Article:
Teaching in China

This summer, I had the pleasure of traveling to Beijing to teach in the summer program at the University of International Business and Economics. For 10 weeks, I taught multiple sections of a couple of survey courses and taught one section of North American cultural history. The majority of the students I taught were Chinese students who attend American universities and were using the summer to get some extra credits that they could transfer back to their home institutions. The enrollment for the cultural history course, however, consisted exclusively of UIBE students as part of an extensive program the school runs where they invite faculty from around the world to teach in their area of specialization, thus giving their students an opportunity to take courses from some leading academics.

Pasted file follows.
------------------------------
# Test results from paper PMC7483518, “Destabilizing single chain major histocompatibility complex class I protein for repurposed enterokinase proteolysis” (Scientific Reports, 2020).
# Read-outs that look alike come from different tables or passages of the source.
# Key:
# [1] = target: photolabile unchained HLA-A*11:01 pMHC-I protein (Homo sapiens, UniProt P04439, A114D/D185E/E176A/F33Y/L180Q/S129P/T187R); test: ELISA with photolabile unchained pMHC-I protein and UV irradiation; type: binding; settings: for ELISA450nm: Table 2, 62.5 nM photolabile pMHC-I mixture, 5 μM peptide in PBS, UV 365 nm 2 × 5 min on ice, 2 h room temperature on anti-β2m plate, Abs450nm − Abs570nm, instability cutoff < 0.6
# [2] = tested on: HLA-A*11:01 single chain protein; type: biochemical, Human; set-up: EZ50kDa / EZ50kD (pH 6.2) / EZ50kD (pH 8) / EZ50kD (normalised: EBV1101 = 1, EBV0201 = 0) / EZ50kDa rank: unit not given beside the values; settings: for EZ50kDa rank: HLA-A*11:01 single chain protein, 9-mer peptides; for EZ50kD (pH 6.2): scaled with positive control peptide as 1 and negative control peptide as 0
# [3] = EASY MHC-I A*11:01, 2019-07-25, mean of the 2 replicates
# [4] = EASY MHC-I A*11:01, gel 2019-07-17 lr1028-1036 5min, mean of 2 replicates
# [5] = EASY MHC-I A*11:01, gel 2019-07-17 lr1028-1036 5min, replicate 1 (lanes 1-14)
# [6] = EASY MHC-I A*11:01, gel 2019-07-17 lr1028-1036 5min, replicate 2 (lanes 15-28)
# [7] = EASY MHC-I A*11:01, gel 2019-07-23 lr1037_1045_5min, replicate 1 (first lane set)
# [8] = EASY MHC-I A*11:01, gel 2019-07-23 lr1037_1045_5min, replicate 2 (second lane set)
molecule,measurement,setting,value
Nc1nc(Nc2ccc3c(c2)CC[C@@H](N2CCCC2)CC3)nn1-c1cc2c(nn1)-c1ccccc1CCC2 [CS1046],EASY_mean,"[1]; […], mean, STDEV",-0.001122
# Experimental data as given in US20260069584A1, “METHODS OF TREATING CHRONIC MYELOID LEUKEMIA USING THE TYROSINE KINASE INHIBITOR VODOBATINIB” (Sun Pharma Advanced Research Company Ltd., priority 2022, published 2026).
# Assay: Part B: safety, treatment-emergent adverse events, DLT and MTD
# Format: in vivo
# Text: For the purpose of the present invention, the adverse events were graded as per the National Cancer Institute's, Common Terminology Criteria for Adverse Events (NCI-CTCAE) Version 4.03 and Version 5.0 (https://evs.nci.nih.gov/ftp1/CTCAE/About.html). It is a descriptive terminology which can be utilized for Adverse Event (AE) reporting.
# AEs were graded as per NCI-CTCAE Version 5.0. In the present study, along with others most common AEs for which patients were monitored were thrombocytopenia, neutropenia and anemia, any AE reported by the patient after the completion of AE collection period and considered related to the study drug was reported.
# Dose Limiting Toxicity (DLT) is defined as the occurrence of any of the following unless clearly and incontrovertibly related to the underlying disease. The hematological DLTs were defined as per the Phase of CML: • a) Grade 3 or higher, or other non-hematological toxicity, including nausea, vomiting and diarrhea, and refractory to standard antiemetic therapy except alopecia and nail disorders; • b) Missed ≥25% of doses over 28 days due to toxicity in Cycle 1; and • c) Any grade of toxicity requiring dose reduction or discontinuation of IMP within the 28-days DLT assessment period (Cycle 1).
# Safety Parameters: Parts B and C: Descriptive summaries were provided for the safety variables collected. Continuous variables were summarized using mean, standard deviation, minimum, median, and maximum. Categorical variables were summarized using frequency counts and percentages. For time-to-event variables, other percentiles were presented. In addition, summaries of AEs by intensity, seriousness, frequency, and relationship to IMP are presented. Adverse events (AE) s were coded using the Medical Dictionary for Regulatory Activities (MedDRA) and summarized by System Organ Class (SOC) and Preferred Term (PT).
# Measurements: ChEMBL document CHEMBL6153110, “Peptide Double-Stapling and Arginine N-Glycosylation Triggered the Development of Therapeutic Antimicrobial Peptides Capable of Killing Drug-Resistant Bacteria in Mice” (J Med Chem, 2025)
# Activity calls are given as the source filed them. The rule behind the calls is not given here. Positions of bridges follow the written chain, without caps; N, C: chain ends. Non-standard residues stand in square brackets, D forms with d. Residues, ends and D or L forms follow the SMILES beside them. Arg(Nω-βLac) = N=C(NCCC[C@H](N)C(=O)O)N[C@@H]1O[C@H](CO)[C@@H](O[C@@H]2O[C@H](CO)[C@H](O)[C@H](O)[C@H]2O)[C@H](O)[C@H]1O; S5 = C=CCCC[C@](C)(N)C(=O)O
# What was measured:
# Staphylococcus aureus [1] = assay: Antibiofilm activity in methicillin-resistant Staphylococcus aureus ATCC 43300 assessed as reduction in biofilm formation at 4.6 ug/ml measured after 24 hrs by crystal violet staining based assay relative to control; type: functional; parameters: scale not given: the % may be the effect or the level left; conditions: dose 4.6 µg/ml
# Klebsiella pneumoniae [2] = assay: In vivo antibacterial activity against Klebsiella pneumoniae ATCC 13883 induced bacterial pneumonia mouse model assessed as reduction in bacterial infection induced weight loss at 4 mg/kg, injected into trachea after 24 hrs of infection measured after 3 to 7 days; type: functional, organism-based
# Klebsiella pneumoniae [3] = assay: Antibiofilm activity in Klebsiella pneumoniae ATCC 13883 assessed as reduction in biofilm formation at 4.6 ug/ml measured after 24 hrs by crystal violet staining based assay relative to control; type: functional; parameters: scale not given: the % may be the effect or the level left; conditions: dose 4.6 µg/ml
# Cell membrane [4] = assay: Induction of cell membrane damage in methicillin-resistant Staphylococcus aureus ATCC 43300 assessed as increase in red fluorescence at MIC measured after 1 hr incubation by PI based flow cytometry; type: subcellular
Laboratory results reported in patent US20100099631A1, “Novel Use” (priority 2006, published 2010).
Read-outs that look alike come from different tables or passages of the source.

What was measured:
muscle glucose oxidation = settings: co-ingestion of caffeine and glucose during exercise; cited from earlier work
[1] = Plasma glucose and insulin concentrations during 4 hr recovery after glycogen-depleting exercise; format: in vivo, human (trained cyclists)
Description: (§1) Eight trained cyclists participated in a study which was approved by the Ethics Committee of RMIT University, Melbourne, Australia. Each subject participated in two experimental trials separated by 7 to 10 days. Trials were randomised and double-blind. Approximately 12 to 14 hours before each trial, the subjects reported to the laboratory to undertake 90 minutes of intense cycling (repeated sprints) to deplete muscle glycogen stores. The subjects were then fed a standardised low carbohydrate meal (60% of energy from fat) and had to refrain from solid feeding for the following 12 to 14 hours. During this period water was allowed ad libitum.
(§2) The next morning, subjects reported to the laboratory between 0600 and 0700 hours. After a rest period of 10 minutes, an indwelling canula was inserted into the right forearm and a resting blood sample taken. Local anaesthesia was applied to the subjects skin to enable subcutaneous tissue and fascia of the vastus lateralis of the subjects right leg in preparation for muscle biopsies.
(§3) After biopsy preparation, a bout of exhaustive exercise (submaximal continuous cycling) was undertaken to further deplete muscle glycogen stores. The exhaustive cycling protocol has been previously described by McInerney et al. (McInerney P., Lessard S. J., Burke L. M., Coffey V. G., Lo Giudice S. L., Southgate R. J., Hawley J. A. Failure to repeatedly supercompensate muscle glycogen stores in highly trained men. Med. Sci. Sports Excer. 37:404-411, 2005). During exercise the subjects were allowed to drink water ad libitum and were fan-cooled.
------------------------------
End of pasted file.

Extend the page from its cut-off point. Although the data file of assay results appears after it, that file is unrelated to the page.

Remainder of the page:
Before I left, I recorded an episode of the History Slam podcast with Dorothy Ver Kerk, an art historian from the University of North Carolina. Recorded while we waited for our flight to Toronto at the end of the program, we chat about the challenges of teaching a condensed summer session, some of the highlights of the summer, and how much we enjoyed teaching our UIBE students. We also debate the pros and cons of teaching abroad and discuss my ambivalence towards Chinese beer. You can find the full post here.


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